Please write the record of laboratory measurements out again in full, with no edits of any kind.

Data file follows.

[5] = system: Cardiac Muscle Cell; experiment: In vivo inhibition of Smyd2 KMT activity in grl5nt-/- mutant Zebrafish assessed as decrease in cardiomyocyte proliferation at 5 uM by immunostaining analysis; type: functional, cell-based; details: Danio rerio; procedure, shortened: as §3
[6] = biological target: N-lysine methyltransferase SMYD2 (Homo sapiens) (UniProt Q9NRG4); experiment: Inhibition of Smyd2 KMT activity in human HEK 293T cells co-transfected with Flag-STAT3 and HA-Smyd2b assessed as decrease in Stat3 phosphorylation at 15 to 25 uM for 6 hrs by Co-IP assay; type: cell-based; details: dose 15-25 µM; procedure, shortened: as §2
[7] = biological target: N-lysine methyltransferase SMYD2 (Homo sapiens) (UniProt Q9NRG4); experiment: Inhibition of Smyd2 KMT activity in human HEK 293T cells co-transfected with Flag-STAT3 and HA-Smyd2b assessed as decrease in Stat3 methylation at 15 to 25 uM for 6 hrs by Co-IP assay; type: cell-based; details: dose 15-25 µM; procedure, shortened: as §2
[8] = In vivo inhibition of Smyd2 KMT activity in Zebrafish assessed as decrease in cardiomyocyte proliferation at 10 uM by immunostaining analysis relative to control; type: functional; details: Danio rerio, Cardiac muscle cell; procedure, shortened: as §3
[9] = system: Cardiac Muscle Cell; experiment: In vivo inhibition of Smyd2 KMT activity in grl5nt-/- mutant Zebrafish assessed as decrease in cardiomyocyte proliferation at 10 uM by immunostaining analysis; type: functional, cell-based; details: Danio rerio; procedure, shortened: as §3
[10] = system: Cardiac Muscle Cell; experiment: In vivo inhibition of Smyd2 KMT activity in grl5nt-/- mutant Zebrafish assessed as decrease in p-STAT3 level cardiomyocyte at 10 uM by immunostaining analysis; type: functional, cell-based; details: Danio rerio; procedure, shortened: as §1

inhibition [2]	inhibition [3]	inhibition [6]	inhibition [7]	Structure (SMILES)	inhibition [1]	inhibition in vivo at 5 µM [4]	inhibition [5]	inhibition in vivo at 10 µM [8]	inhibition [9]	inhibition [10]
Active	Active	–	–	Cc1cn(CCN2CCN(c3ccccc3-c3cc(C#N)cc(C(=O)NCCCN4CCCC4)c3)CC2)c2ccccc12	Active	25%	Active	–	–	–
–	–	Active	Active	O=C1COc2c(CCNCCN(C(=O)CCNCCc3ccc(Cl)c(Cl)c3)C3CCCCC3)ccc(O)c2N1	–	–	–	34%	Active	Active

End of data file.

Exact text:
[5] = system: Cardiac Muscle Cell; experiment: In vivo inhibition of Smyd2 KMT activity in grl5nt-/- mutant Zebrafish assessed as decrease in cardiomyocyte proliferation at 5 uM by immunostaining analysis; type: functional, cell-based; details: Danio rerio; procedure, shortened: as §3
[6] = biological target: N-lysine methyltransferase SMYD2 (Homo sapiens) (UniProt Q9NRG4); experiment: Inhibition of Smyd2 KMT activity in human HEK 293T cells co-transfected with Flag-STAT3 and HA-Smyd2b assessed as decrease in Stat3 phosphorylation at 15 to 25 uM for 6 hrs by Co-IP assay; type: cell-based; details: dose 15-25 µM; procedure, shortened: as §2
[7] = biological target: N-lysine methyltransferase SMYD2 (Homo sapiens) (UniProt Q9NRG4); experiment: Inhibition of Smyd2 KMT activity in human HEK 293T cells co-transfected with Flag-STAT3 and HA-Smyd2b assessed as decrease in Stat3 methylation at 15 to 25 uM for 6 hrs by Co-IP assay; type: cell-based; details: dose 15-25 µM; procedure, shortened: as §2
[8] = In vivo inhibition of Smyd2 KMT activity in Zebrafish assessed as decrease in cardiomyocyte proliferation at 10 uM by immunostaining analysis relative to control; type: functional; details: Danio rerio, Cardiac muscle cell; procedure, shortened: as §3
[9] = system: Cardiac Muscle Cell; experiment: In vivo inhibition of Smyd2 KMT activity in grl5nt-/- mutant Zebrafish assessed as decrease in cardiomyocyte proliferation at 10 uM by immunostaining analysis; type: functional, cell-based; details: Danio rerio; procedure, shortened: as §3
[10] = system: Cardiac Muscle Cell; experiment: In vivo inhibition of Smyd2 KMT activity in grl5nt-/- mutant Zebrafish assessed as decrease in p-STAT3 level cardiomyocyte at 10 uM by immunostaining analysis; type: functional, cell-based; details: Danio rerio; procedure, shortened: as §1

inhibition [2]	inhibition [3]	inhibition [6]	inhibition [7]	Structure (SMILES)	inhibition [1]	inhibition in vivo at 5 µM [4]	inhibition [5]	inhibition in vivo at 10 µM [8]	inhibition [9]	inhibition [10]
Active	Active	–	–	Cc1cn(CCN2CCN(c3ccccc3-c3cc(C#N)cc(C(=O)NCCCN4CCCC4)c3)CC2)c2ccccc12	Active	25%	Active	–	–	–
–	–	Active	Active	O=C1COc2c(CCNCCN(C(=O)CCNCCc3ccc(Cl)c(Cl)c3)C3CCCCC3)ccc(O)c2N1	–	–	–	34%	Active	Active